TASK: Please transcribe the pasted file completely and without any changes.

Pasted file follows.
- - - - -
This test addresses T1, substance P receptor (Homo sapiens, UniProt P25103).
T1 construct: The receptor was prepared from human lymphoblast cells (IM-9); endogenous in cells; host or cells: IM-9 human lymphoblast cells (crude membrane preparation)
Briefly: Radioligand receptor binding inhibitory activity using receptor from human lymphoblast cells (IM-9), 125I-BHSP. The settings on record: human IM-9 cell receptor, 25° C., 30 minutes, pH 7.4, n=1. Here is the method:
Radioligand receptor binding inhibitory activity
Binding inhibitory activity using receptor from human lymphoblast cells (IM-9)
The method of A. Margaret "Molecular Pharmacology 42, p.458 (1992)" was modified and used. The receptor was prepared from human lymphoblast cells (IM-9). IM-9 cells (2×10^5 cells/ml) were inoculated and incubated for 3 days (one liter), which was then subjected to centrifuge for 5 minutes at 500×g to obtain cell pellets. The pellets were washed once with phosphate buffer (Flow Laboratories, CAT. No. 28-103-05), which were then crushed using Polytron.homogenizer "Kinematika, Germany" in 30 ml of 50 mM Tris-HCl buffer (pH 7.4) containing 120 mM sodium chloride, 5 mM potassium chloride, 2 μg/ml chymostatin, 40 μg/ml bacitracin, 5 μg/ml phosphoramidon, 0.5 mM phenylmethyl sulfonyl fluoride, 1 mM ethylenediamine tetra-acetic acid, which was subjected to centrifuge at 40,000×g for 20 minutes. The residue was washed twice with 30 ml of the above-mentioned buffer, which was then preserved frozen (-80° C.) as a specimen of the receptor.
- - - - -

This test addresses T1, substance P receptor (Homo sapiens, UniProt P25103).
T1 construct: The receptor was prepared from human lymphoblast cells (IM-9); endogenous in cells; host or cells: IM-9 human lymphoblast cells (crude membrane preparation)
Briefly: Radioligand receptor binding inhibitory activity using receptor from human lymphoblast cells (IM-9), 125I-BHSP. The settings on record: human IM-9 cell receptor, 25° C., 30 minutes, pH 7.4, n=1. Here is the method:
Radioligand receptor binding inhibitory activity
Binding inhibitory activity using receptor from human lymphoblast cells (IM-9)
The method of A. Margaret "Molecular Pharmacology 42, p.458 (1992)" was modified and used. The receptor was prepared from human lymphoblast cells (IM-9). IM-9 cells (2×10^5 cells/ml) were inoculated and incubated for 3 days (one liter), which was then subjected to centrifuge for 5 minutes at 500×g to obtain cell pellets. The pellets were washed once with phosphate buffer (Flow Laboratories, CAT. No. 28-103-05), which were then crushed using Polytron.homogenizer "Kinematika, Germany" in 30 ml of 50 mM Tris-HCl buffer (pH 7.4) containing 120 mM sodium chloride, 5 mM potassium chloride, 2 μg/ml chymostatin, 40 μg/ml bacitracin, 5 μg/ml phosphoramidon, 0.5 mM phenylmethyl sulfonyl fluoride, 1 mM ethylenediamine tetra-acetic acid, which was subjected to centrifuge at 40,000×g for 20 minutes. The residue was washed twice with 30 ml of the above-mentioned buffer, which was then preserved frozen (-80° C.) as a specimen of the receptor.